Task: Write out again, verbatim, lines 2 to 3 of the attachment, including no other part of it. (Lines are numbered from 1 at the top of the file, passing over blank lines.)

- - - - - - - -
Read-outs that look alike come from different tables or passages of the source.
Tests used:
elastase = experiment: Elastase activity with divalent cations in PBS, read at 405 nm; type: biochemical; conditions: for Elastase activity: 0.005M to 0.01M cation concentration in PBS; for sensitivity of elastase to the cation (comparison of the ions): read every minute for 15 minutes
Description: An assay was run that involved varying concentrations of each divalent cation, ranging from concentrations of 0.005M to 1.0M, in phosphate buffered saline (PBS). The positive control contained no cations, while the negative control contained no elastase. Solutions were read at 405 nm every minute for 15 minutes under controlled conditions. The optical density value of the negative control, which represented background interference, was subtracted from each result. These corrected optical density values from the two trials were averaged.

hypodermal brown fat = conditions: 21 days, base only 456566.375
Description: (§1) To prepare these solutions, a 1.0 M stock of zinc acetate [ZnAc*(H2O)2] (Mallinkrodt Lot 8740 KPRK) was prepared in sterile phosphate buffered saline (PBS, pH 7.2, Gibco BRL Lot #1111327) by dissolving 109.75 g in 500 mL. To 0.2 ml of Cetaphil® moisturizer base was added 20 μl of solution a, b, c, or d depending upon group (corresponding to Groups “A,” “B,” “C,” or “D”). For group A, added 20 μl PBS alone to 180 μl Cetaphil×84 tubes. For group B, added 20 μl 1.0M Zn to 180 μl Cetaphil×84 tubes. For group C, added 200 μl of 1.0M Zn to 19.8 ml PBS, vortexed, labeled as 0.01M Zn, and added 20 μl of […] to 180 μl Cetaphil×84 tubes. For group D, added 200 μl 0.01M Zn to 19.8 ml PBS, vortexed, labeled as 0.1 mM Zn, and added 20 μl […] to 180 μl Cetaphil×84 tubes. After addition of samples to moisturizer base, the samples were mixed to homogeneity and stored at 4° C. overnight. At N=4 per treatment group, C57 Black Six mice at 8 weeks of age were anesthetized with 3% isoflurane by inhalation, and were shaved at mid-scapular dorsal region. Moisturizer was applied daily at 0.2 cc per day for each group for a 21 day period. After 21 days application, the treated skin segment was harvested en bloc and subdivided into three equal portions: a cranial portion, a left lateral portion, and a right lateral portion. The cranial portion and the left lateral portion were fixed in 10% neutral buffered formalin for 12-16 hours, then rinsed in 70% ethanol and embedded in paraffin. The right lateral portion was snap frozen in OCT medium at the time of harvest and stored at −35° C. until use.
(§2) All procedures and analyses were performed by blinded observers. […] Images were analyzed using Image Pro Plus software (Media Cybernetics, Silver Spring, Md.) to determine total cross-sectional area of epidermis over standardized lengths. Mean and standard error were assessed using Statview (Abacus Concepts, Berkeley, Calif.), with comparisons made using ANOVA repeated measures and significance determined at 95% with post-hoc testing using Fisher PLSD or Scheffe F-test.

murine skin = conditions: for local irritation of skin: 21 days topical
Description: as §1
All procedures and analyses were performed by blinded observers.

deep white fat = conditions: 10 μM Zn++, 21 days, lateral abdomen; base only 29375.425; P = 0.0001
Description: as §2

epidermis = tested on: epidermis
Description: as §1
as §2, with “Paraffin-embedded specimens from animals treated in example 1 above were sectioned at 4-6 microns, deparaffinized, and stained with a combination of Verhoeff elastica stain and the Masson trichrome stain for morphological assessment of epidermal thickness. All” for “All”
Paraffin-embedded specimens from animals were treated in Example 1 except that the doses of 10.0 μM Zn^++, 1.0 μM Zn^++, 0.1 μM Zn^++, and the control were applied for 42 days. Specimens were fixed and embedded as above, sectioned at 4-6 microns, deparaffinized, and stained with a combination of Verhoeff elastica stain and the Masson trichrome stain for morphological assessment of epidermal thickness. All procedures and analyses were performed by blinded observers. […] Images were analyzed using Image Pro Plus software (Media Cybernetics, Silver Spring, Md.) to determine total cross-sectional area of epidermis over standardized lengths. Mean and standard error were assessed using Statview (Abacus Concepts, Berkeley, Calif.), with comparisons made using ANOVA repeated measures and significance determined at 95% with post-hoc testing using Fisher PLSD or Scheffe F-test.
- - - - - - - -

Tests used:
elastase = experiment: Elastase activity with divalent cations in PBS, read at 405 nm; type: biochemical; conditions: for Elastase activity: 0.005M to 0.01M cation concentration in PBS; for sensitivity of elastase to the cation (comparison of the ions): read every minute for 15 minutes